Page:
» Study objectives
1. To find out whether well water is a potential source of bacteria
that are resistant to antibiotics.
- Bacteria are a natural part of life and many water sources,
including wells, are contaminated with bacteria. Some types of
bacteria can cause serious illness.
- The study investigators will compare the environment surrounding
wells contaminated with bacteria that are antibiotic resistant
to wells that are not contaminated to find out what factors may
lead to contamination of wells with antibiotic resistant bacteria.
2. To find out whether people using well water contaminated with
antibiotic-resistant bacteria are more likely to carry antibiotic-resistant
bacteria in their intestinal tract (gut).
- Most strains of bacteria found in the human gut cause no harm
and are found in nearly all healthy people. Once acquired, people
may carry these bacteria in their gut for a long time. However,
these bacteria are among the most common causes of infections
in humans and they may carry genes linked with antibiotic resistance.
- The study investigators will compare the people using water
from both contaminated and uncontaminated wells to find out
what factors may lead to the people having antibiotic resistant
bacteria in their gut.
For more information please read:
» How the study works
This study will collect information from people in 900 households
- Live in counties served by the London, Hamilton, Ottawa,
Kingston, Peterborough, Orillia, or Toronto Public Health Laboratories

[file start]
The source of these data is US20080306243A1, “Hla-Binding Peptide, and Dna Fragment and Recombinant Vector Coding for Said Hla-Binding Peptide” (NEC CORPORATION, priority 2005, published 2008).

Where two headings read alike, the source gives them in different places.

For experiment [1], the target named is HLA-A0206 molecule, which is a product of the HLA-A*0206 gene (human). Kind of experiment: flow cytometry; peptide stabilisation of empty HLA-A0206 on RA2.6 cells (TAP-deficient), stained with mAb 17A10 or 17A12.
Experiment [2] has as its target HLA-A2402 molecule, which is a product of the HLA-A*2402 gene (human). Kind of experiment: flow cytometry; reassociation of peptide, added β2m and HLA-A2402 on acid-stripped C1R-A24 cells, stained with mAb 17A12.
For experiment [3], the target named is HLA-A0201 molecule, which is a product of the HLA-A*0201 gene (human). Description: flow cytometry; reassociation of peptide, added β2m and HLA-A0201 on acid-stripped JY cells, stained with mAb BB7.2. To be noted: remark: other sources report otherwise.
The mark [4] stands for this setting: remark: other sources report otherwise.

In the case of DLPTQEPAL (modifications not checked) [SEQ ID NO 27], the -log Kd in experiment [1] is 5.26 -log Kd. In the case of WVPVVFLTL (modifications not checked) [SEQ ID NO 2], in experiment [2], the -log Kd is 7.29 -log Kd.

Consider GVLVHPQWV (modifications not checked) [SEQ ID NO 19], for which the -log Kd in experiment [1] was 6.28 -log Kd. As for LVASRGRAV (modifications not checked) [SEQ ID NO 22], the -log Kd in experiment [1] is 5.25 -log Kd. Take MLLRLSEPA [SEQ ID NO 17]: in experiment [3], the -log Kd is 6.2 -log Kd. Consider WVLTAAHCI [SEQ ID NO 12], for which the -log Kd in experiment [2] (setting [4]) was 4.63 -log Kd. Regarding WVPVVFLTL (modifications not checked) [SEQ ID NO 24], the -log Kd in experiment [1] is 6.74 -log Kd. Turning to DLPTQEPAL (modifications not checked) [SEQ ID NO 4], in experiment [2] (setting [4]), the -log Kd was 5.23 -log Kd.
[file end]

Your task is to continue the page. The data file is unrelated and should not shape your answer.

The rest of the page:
- Use private well water for drinking, cooking, and/or washing
- Have sent a water sample for bacteriological testing between
April 1, 2005 and September 30, 2006
- The researchers need to talk to some people with water
that tested positive for E. coli and some people whose water
- Only a small fraction of people, who will be selected
at random, will be phoned.
- 12 years and older
- Speak English
» Benefits in participating in study
Although there is not any known benefit for any individual participating
in the study, the results of this investigation may help find out
what factors are linked with contamination of private wells with
antibiotic-resistant bacteria so it may be prevented in future.
This study may also help determine what things are linked with humans
carrying antibiotic-resistant bacteria in their gut so they can
» Risks in participating in study
Although it is highly unlikely, there is a small risk of rectal
perforation while performing the rectal swab.
» What you will be asked to do if
you agree to participate
The study consists of two separate parts.
- The first is a visit to your home to interview you about your
property, household, and well. The interviewer will also tour
your property to note the location of your well, septic system,
open water, pastures, and farm buildings. This should take about
- The second part is a personal interview about your health and,
to find out which bacteria live in your gut, we will ask you to
give us a rectal swab. A rectal swab one of the only ways of finding
out which bacteria live in a person’s gut. Each interview
should take about 20 minutes.
Participation in this study is completely voluntary.
- People contacted may refuse to participate. They are free to
withdraw from the study at any time during the study. They may
refuse to answer any question or to complete any interview, even
if they have already started it.
- All personal information will be kept confidential and only
grouped data will be published or released to the public.
- Personal information, such as names, will be replaced by a
number on all surveys and specimens to protect privacy.
- The study has been approved by an Ethics Review Board.
- Dr. Frances Jamieson, Laboratory Services Branch, Ministry
of Health and Long-Term Care
- Dr. Rebecca Irwin, Health Canada
- Bruce Ciebin, Ontario Public Health Laboratories
This website has been made possible through an unrestricted educational grant from
Pfizer Canada Inc.